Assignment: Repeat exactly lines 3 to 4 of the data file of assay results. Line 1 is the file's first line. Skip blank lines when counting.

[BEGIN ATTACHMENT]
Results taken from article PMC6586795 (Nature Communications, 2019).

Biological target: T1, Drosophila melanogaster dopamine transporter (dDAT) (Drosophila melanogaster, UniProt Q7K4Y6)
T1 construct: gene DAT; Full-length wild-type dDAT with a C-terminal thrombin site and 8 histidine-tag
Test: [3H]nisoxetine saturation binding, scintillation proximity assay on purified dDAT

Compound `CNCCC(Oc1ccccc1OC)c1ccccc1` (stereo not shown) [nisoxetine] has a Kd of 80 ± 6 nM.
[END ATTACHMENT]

T1 construct: gene DAT; Full-length wild-type dDAT with a C-terminal thrombin site and 8 histidine-tag
Test: [3H]nisoxetine saturation binding, scintillation proximity assay on purified dDAT